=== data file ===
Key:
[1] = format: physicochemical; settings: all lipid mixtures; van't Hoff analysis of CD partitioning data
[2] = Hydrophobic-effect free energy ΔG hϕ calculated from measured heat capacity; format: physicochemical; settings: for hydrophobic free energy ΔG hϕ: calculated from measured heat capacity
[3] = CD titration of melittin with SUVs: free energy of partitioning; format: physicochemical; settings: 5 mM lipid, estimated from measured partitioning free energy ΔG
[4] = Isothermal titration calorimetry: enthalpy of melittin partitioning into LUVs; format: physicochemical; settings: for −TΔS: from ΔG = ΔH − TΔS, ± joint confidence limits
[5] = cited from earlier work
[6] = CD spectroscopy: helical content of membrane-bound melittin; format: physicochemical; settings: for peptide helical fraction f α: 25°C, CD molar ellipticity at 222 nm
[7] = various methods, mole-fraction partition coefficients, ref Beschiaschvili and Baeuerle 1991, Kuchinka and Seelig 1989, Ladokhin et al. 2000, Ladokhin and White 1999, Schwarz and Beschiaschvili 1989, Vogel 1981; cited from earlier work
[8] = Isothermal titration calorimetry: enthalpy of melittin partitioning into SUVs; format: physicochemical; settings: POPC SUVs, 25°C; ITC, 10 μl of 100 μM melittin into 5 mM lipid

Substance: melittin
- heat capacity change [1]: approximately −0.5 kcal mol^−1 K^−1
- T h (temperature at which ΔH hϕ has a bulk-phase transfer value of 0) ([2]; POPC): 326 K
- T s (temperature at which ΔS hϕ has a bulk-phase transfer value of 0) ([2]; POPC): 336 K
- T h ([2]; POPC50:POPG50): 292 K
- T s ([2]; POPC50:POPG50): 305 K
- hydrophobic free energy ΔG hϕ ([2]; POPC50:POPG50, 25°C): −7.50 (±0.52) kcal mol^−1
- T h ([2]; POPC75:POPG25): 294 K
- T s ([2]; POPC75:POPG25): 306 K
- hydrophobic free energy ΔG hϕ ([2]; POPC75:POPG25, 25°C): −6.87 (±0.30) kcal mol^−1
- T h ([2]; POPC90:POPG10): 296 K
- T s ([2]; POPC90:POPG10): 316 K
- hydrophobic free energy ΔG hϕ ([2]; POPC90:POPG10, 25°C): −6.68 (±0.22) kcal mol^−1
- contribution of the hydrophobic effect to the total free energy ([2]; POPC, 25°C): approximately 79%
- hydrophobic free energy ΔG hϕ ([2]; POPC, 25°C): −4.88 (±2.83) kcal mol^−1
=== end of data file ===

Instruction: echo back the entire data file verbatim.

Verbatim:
Key:
[1] = format: physicochemical; settings: all lipid mixtures; van't Hoff analysis of CD partitioning data
[2] = Hydrophobic-effect free energy ΔG hϕ calculated from measured heat capacity; format: physicochemical; settings: for hydrophobic free energy ΔG hϕ: calculated from measured heat capacity
[3] = CD titration of melittin with SUVs: free energy of partitioning; format: physicochemical; settings: 5 mM lipid, estimated from measured partitioning free energy ΔG
[4] = Isothermal titration calorimetry: enthalpy of melittin partitioning into LUVs; format: physicochemical; settings: for −TΔS: from ΔG = ΔH − TΔS, ± joint confidence limits
[5] = cited from earlier work
[6] = CD spectroscopy: helical content of membrane-bound melittin; format: physicochemical; settings: for peptide helical fraction f α: 25°C, CD molar ellipticity at 222 nm
[7] = various methods, mole-fraction partition coefficients, ref Beschiaschvili and Baeuerle 1991, Kuchinka and Seelig 1989, Ladokhin et al. 2000, Ladokhin and White 1999, Schwarz and Beschiaschvili 1989, Vogel 1981; cited from earlier work
[8] = Isothermal titration calorimetry: enthalpy of melittin partitioning into SUVs; format: physicochemical; settings: POPC SUVs, 25°C; ITC, 10 μl of 100 μM melittin into 5 mM lipid

Substance: melittin
- heat capacity change [1]: approximately −0.5 kcal mol^−1 K^−1
- T h (temperature at which ΔH hϕ has a bulk-phase transfer value of 0) ([2]; POPC): 326 K
- T s (temperature at which ΔS hϕ has a bulk-phase transfer value of 0) ([2]; POPC): 336 K
- T h ([2]; POPC50:POPG50): 292 K
- T s ([2]; POPC50:POPG50): 305 K
- hydrophobic free energy ΔG hϕ ([2]; POPC50:POPG50, 25°C): −7.50 (±0.52) kcal mol^−1
- T h ([2]; POPC75:POPG25): 294 K
- T s ([2]; POPC75:POPG25): 306 K
- hydrophobic free energy ΔG hϕ ([2]; POPC75:POPG25, 25°C): −6.87 (±0.30) kcal mol^−1
- T h ([2]; POPC90:POPG10): 296 K
- T s ([2]; POPC90:POPG10): 316 K
- hydrophobic free energy ΔG hϕ ([2]; POPC90:POPG10, 25°C): −6.68 (±0.22) kcal mol^−1
- contribution of the hydrophobic effect to the total free energy ([2]; POPC, 25°C): approximately 79%
- hydrophobic free energy ΔG hϕ ([2]; POPC, 25°C): −4.88 (±2.83) kcal mol^−1